In his oral dissent from the bench in yesterday’s Supreme Court ruling on Arizona immigration law, Justice Scalia (in true Federalist fashion) conveyed that if the original colonies had known that they would be “at the mercy” of the federal government on immigration policy, they would never have entered the union in the first place. 

I had to smile when I read those words, because “immigration policy” was used with such ease.  Were we not a nation entirely of immigrants when joining the union was up for discussion?  Was not policy concerned with equal opportunity, freedom of faith and fair elections?

I respect that the nuances of state pre-emption are never easy to parse out (it is a difficult area of law no doubt).  But a presumption of how our founding fathers viewed immigration might prove fruitless.  This is a new issue, very new.  And it requires new legal thought and a good soul-searching of our nation’s collective convictions.  We can’t hide behind the infallible thought of predecessors on this one.

I have had only a thimble-full of exposure to immigration practice in my legal education thus far – but from what I have seen, it is fraught with complication.  Immigration courts churn with hundreds of cases at time, dozens of languages spoken over one another.  On one hand, it is beautiful; on the other, heartbreaking.  Federal agencies still make mistakes.  Prosecutors scramble to prioritize who to send home and who to let be.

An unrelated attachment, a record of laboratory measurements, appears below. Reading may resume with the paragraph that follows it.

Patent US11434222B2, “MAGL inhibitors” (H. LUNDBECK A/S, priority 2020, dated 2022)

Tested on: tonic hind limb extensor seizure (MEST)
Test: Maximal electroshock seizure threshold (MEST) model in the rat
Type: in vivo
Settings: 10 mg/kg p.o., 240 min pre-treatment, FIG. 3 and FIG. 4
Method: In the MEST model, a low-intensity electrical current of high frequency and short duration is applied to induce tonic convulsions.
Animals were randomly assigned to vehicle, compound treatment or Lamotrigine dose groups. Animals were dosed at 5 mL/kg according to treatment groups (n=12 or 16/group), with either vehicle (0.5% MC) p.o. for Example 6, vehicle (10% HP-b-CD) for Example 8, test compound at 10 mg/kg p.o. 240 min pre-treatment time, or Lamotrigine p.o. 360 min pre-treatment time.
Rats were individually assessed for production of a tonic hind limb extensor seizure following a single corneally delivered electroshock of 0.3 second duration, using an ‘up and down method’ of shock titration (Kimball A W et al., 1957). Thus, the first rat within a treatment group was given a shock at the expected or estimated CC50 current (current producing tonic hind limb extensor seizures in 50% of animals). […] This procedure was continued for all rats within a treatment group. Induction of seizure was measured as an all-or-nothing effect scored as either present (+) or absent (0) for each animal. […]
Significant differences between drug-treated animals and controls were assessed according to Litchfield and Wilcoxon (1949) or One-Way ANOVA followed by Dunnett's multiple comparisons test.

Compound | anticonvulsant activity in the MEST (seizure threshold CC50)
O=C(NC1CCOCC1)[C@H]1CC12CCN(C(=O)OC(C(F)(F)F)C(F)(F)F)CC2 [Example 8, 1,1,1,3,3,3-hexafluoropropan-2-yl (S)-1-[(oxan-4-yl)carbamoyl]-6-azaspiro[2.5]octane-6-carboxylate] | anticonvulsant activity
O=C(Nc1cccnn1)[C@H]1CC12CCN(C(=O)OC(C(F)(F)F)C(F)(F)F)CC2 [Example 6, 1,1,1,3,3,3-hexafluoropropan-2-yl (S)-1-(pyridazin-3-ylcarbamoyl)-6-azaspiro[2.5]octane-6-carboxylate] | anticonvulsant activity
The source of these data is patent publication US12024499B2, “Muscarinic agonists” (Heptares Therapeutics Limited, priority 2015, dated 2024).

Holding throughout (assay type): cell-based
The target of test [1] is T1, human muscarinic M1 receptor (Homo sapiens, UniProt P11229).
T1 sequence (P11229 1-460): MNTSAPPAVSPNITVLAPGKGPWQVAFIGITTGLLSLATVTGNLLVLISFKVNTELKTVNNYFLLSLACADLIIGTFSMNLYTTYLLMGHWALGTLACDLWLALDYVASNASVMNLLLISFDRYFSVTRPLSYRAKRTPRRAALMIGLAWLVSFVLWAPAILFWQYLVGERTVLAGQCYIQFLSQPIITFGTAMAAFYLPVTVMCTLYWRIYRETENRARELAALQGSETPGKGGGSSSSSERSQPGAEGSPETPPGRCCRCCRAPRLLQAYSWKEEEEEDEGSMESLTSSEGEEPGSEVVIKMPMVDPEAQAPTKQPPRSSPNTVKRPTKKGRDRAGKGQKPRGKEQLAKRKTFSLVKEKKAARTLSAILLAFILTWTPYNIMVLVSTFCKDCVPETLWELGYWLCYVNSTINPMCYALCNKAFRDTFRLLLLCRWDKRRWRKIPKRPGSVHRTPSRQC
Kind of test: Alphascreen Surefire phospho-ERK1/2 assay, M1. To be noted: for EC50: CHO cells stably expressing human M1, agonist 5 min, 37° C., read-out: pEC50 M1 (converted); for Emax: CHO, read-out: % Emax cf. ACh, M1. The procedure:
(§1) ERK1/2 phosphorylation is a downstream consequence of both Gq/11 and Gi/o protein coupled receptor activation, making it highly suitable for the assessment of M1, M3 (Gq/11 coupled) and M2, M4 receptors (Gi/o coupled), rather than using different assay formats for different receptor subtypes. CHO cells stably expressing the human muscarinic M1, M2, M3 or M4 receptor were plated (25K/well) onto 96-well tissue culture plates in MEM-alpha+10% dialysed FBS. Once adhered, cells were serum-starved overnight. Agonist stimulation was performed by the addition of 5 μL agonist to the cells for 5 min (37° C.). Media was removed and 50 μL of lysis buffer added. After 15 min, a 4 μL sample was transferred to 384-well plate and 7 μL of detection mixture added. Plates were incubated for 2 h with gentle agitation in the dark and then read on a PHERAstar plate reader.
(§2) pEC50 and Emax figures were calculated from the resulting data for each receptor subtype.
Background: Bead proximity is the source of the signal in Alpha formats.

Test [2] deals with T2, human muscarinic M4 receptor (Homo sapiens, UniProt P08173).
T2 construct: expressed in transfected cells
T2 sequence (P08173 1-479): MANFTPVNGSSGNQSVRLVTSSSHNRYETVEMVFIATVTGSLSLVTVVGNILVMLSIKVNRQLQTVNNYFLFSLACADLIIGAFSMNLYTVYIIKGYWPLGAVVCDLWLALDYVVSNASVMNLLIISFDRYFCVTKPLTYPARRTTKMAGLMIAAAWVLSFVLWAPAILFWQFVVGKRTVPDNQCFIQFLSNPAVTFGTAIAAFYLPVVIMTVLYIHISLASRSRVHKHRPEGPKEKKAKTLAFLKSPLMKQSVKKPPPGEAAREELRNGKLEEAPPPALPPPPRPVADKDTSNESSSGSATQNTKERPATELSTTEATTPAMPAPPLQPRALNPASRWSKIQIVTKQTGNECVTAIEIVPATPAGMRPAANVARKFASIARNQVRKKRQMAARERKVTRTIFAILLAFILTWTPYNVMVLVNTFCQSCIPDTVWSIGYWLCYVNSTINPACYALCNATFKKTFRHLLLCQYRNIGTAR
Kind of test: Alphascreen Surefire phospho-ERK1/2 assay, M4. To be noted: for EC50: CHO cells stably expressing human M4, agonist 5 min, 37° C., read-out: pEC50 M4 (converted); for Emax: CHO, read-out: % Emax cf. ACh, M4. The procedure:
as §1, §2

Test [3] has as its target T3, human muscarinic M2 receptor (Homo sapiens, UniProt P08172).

While I believe immigration (like all areas of law) needs well drafted rules and clear case law, it is too simple to reach back and find the answer in a historical context where we were all immigrants becoming Americans, not Americans deciding how immigration should go.  Yesterday’s decision is an important one for the sake of immigration protocol – but still, I can’t help but think what good things have sprouted from our “melting pot” ways.  And how “immigration policy” was once a uniter not a divider.

 *A quick post here, but wanted it to be timely. This is a big week for Supreme Court decisions – hope to do more writing this summer in between semesters.*

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